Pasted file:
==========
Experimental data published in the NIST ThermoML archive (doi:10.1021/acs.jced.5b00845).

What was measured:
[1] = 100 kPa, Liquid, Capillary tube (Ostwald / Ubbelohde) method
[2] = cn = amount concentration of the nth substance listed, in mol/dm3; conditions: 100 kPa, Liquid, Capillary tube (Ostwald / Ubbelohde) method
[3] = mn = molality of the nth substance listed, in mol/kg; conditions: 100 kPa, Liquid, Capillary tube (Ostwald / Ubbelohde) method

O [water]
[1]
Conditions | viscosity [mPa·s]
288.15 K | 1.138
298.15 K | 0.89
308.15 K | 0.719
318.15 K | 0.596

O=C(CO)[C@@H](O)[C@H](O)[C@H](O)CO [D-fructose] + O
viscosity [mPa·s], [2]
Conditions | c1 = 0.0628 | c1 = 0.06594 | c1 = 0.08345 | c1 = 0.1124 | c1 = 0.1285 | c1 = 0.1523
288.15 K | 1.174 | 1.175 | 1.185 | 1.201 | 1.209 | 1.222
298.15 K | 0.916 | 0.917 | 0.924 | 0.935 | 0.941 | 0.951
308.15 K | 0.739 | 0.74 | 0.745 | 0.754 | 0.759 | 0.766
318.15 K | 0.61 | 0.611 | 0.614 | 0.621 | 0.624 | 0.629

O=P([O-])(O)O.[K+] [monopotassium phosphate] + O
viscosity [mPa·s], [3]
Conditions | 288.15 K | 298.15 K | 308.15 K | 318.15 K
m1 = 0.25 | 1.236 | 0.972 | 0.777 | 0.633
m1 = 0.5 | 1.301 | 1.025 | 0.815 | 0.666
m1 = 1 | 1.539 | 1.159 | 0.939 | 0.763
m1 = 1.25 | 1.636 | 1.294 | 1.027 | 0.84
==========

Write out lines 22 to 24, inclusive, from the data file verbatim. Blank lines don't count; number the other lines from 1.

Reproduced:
Conditions | 288.15 K | 298.15 K | 308.15 K | 318.15 K
m1 = 0.25 | 1.236 | 0.972 | 0.777 | 0.633
m1 = 0.5 | 1.301 | 1.025 | 0.815 | 0.666